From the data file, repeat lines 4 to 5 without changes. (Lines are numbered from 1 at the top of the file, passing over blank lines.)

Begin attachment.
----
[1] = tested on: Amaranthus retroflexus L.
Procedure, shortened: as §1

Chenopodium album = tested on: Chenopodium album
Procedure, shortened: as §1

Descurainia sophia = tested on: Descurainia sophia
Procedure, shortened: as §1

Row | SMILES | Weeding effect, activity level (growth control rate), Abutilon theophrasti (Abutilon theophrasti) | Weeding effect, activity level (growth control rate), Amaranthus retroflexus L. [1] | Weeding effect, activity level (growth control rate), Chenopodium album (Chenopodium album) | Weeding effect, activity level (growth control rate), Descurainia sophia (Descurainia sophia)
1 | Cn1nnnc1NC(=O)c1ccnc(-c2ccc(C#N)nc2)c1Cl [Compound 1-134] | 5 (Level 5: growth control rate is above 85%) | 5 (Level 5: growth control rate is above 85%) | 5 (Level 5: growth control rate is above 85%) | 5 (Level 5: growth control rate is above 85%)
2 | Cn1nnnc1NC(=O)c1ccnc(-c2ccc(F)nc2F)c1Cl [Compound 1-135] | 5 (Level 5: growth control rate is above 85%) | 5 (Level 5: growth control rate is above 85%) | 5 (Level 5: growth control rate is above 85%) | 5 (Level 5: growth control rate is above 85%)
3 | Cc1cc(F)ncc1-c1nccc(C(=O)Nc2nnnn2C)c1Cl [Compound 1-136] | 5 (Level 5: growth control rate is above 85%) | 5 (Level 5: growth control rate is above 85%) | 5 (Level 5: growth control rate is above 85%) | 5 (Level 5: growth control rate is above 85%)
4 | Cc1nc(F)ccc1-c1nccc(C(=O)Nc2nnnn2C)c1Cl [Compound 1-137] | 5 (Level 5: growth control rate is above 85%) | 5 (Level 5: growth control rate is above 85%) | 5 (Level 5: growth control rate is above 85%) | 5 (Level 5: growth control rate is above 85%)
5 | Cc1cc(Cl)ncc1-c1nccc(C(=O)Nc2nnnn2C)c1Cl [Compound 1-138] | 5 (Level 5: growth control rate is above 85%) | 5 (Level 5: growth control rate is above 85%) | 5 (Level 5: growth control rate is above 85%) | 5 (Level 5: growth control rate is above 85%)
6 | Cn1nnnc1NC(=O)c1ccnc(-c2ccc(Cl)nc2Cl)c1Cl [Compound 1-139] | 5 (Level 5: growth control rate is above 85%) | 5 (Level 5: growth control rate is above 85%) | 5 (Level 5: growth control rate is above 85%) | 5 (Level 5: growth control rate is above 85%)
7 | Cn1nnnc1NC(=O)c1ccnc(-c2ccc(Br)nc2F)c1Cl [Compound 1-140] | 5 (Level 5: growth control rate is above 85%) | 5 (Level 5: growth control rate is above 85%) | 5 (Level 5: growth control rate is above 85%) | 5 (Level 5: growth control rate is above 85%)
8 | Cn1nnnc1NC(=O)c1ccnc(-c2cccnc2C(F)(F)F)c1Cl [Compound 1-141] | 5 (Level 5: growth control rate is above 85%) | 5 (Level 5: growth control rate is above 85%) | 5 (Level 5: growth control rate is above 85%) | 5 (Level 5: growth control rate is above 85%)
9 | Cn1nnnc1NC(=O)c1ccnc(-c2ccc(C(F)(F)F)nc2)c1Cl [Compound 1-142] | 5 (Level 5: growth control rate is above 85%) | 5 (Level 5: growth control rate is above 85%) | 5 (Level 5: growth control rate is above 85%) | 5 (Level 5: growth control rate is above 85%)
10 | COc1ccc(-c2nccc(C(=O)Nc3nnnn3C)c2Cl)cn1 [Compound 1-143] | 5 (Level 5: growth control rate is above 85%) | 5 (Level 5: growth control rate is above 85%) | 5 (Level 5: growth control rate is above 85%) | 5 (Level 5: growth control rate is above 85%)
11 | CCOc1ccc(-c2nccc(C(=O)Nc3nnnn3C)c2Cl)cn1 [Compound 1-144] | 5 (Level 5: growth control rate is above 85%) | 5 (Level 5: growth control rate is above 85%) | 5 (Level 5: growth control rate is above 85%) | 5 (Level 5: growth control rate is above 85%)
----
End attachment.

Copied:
Procedure, shortened: as §1

Descurainia sophia = tested on: Descurainia sophia